This paper examines the optimal response of monetary and fi scal policy to a decline in aggregate demand. The theoretical framework is a two-period general equilibrium model in which prices are sticky in the short run and flexible in the long run. Policy is evaluated by how well it raises the welfare of the representative household. While the model has Keynesian features, its policy prescriptions di¤er signi cantly from textbook Keynesian analysis. Moreover, the model suggests that the commonly used "bang for the buck" calculations are potentially misleading guides for the welfare e¤ects of alternative fiscal policies.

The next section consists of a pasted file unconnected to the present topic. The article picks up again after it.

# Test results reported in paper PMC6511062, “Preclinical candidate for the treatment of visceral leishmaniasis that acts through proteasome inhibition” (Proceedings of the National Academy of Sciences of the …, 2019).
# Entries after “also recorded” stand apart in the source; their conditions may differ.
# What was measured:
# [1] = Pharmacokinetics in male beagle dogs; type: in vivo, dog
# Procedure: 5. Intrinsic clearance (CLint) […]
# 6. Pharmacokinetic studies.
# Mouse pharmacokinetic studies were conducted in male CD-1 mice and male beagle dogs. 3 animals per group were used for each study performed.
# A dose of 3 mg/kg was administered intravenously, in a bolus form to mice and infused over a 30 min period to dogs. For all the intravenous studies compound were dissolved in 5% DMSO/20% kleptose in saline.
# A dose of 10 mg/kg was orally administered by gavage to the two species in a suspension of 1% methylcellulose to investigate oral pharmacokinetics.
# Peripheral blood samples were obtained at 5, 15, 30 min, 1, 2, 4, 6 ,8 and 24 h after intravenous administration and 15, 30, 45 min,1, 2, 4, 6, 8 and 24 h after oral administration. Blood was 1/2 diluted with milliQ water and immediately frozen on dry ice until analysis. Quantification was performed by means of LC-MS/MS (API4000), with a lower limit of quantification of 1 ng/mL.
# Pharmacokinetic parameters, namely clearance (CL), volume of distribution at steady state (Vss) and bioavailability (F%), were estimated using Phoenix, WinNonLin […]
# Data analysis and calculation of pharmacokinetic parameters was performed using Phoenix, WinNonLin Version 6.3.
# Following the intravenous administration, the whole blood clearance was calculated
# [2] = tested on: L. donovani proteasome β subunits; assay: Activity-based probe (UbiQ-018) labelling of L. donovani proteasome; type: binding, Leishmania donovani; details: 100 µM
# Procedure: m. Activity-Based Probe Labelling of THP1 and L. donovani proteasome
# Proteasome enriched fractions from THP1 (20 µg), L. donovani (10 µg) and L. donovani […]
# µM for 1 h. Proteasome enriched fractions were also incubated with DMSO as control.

This essay discusses the policy debate concerning optimal taxation and the distribution of income. It begins with a brief overview of trends in income inequality, the leading hypothesis to explain these trends, and the distribution of the tax burden. It then considers the normative question of how the tax system should be designed. The conventional utilitarian framework is found to be wanting, as it leads to prescriptions that conflict with many individuals’ moral intuitions. The essay then explores an alternative normative framework, dubbed the Just Deserts Theory, according to which an individual’s compensation should reflect his or her social contribution.